Mother left hanging
Woman frustrated at long wait for legal aid

Jorge Barrera
Northern News Services

Yellowknife ( May 17/00) - She hasn't heard Glenna's voice for three months. Her last words screamed, "babe come, babe come," as police lead her out of Stanton Regional Hospital, leaving her 15-year-old daughter behind.

Goretti Inutuinaq sits in a side office at the Yellowknife Women's Centre. St. Francis of Assissi's Serenity Prayer hangs on a tapestry behind her, letters woven into the fabric, "God grant me the serenity to accept the things I cannot change..."

"I called legal aid," she says, an unlit cigarette in her right hand.

"That was in March, and I still haven't talked to my daughter."

Inutuinaq, who is from Pelly Bay, doesn't know where her daughter is or why she can't talk to her.

"Social Services took her away," she says, looking down at her fingers.

"I think she's in Edmonton...but I don't know."

In March, Inutuinaq signed a form consenting that Glenna undergo six months of counselling.

But she didn't know that her access to Glenna would be severed.

She says she never agreed to give up contact and is hoping legal aid can help her hear Glenna's voice again.

"It's been frustrating, it makes me cry. This is the longest time I have ever gone without talking to her," says Inutuinaq.

She keeps a picture of Glenna pinned to the headboard of her bed. She's wearing a denim jacket and burgundy pants, her dark brown hair is pulled up, kept in place by a headband. She's sitting on a hospital bed, smiling.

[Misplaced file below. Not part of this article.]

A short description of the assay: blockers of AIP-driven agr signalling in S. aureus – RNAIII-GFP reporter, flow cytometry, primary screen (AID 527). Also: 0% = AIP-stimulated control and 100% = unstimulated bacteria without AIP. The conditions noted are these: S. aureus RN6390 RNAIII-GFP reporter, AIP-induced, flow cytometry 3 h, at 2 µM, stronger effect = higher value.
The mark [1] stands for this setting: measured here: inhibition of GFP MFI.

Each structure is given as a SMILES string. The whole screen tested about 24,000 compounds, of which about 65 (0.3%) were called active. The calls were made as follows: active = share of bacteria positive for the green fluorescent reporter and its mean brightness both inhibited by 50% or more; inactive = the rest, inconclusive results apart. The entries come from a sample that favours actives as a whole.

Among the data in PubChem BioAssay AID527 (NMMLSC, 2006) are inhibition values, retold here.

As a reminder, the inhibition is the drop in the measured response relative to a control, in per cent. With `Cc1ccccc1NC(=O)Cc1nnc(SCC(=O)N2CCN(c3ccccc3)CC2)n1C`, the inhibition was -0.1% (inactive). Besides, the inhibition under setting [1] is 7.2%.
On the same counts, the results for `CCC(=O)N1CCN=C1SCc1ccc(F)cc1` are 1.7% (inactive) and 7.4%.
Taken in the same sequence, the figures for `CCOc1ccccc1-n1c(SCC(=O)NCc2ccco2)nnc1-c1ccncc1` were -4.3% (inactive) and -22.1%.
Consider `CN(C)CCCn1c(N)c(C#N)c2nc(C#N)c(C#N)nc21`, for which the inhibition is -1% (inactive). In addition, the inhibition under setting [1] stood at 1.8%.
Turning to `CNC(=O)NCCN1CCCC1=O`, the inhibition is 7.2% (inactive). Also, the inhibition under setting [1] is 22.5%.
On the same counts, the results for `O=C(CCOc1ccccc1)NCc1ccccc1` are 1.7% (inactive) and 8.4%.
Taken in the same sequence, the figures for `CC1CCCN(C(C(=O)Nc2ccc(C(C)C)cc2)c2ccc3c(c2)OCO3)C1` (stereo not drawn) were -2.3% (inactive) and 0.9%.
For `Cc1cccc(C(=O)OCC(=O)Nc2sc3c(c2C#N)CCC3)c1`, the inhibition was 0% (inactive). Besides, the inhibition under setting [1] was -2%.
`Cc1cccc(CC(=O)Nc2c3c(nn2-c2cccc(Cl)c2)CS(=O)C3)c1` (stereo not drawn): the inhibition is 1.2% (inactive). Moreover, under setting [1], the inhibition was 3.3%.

Waiting, that's all Inutuinaq can do. There's a family lawyer shortage in Yellowknife that's creating a crisis for the legal field.

Greg Nearing, executive director of NWT Legal Services, is troubled by the crisis.

"People can't put their problems to rest," he says.

The problem isn't a new one. The signs of a coming crisis have been on the horizon for years.

It finally hit. There are 123 backlogged cases. And life doesn't stop for many families because there aren't enough lawyers.

"It affects single mothers, especially those fighting for child support," says Women's Centre advocate, Kathy Hrynczuk.

"A lot of women don't complain about it," she says. "It'll be months before they say they haven't received legal aid."

Hrynczuk says lawyers are part of the problem.

"They meet their legal aid quota and move on to their higher-priced customers," she says. "That has to change."

"(This) isn't the kind of practice that will make you rich," admits Yellowknife family lawyer Elaine Keenan-Bengts.

You do this because you like it."

There are programs in the works to alleviate the stress. The focus of these programs will be to keep cases out of the courts and have one lawyer handle divorce cases.

Whether these programs will work is uncertain. What is certain is the stories will continue.

It was a March morning when Inutuinaq received a phone call to inform her that her daughter was in the hospital.

She rushed in to see her. The nurses said that she couldn't go outside with her daughter to have a cigarette. Her daughter was under social Services jurisdiction.

Inutuinaq got upset. It was her daughter.

The nurses called the police. Inutuinaq was taken into custody.

"I yelled, 'babe come' twice," says Inutuinaq. "And I never talked to her again."

"I tried to get a private lawyer," she says. "But I couldn't afford it. I had to wait for legal aid."

Inutuinaq believes her daughter should be with her right now.

At 15, Glenna is going through a lot of changes and sometimes only a mother knows best.

She says Glenna wishes the form consenting for her counselling wouldn't have been signed.

"My daughter and I are really close," says Inutuinaq. "I know she misses me."

"She's really close to my family in Pelly Bay -- my father, my brothers," she says. "She should be with her family."

Inutuinaq's story took another turn on May 11 when her case was finally picked up by legal aid.

"The wait has been frustrating," say Inutuinaq. "I couldn't sleep. Sleep only came when I drank."